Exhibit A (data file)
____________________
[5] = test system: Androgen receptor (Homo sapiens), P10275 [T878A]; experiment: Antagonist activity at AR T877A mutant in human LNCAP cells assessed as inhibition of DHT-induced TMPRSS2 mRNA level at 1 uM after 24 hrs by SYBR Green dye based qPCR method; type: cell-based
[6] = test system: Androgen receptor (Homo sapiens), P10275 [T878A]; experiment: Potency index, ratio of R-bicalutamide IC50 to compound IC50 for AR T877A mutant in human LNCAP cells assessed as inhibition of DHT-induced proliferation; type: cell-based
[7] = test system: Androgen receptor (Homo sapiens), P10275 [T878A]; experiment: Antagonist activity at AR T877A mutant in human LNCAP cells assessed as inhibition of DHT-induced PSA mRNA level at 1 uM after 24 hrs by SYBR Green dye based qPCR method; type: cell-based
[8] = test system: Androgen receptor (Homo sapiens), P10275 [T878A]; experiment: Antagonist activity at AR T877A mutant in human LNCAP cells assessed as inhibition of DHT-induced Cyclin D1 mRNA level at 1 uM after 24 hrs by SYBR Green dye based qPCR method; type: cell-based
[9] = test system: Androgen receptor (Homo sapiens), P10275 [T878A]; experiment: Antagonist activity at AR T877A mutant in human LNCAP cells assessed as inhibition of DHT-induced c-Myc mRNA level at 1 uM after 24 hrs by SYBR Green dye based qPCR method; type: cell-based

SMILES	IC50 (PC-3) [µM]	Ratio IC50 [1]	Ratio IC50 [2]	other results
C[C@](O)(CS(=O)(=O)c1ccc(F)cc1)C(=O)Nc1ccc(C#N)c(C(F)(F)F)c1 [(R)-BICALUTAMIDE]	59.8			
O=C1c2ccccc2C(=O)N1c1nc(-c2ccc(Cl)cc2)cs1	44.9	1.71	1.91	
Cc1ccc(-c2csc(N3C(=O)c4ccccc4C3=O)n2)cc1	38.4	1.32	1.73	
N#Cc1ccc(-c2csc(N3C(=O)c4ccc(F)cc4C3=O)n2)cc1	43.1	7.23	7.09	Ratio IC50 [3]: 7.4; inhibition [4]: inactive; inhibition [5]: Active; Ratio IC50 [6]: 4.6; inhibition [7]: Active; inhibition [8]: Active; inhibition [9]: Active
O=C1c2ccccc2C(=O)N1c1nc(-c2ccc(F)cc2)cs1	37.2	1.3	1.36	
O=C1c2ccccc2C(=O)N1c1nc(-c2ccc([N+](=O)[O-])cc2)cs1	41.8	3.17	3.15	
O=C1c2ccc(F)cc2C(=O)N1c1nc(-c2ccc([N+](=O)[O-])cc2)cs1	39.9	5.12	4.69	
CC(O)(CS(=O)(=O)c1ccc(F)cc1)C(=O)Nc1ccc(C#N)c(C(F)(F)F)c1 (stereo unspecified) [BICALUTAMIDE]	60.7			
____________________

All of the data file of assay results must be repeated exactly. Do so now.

[5] = test system: Androgen receptor (Homo sapiens), P10275 [T878A]; experiment: Antagonist activity at AR T877A mutant in human LNCAP cells assessed as inhibition of DHT-induced TMPRSS2 mRNA level at 1 uM after 24 hrs by SYBR Green dye based qPCR method; type: cell-based
[6] = test system: Androgen receptor (Homo sapiens), P10275 [T878A]; experiment: Potency index, ratio of R-bicalutamide IC50 to compound IC50 for AR T877A mutant in human LNCAP cells assessed as inhibition of DHT-induced proliferation; type: cell-based
[7] = test system: Androgen receptor (Homo sapiens), P10275 [T878A]; experiment: Antagonist activity at AR T877A mutant in human LNCAP cells assessed as inhibition of DHT-induced PSA mRNA level at 1 uM after 24 hrs by SYBR Green dye based qPCR method; type: cell-based
[8] = test system: Androgen receptor (Homo sapiens), P10275 [T878A]; experiment: Antagonist activity at AR T877A mutant in human LNCAP cells assessed as inhibition of DHT-induced Cyclin D1 mRNA level at 1 uM after 24 hrs by SYBR Green dye based qPCR method; type: cell-based
[9] = test system: Androgen receptor (Homo sapiens), P10275 [T878A]; experiment: Antagonist activity at AR T877A mutant in human LNCAP cells assessed as inhibition of DHT-induced c-Myc mRNA level at 1 uM after 24 hrs by SYBR Green dye based qPCR method; type: cell-based

SMILES	IC50 (PC-3) [µM]	Ratio IC50 [1]	Ratio IC50 [2]	other results
C[C@](O)(CS(=O)(=O)c1ccc(F)cc1)C(=O)Nc1ccc(C#N)c(C(F)(F)F)c1 [(R)-BICALUTAMIDE]	59.8			
O=C1c2ccccc2C(=O)N1c1nc(-c2ccc(Cl)cc2)cs1	44.9	1.71	1.91	
Cc1ccc(-c2csc(N3C(=O)c4ccccc4C3=O)n2)cc1	38.4	1.32	1.73	
N#Cc1ccc(-c2csc(N3C(=O)c4ccc(F)cc4C3=O)n2)cc1	43.1	7.23	7.09	Ratio IC50 [3]: 7.4; inhibition [4]: inactive; inhibition [5]: Active; Ratio IC50 [6]: 4.6; inhibition [7]: Active; inhibition [8]: Active; inhibition [9]: Active
O=C1c2ccccc2C(=O)N1c1nc(-c2ccc(F)cc2)cs1	37.2	1.3	1.36	
O=C1c2ccccc2C(=O)N1c1nc(-c2ccc([N+](=O)[O-])cc2)cs1	41.8	3.17	3.15	
O=C1c2ccc(F)cc2C(=O)N1c1nc(-c2ccc([N+](=O)[O-])cc2)cs1	39.9	5.12	4.69	
CC(O)(CS(=O)(=O)c1ccc(F)cc1)C(=O)Nc1ccc(C#N)c(C(F)(F)F)c1 (stereo unspecified) [BICALUTAMIDE]	60.7			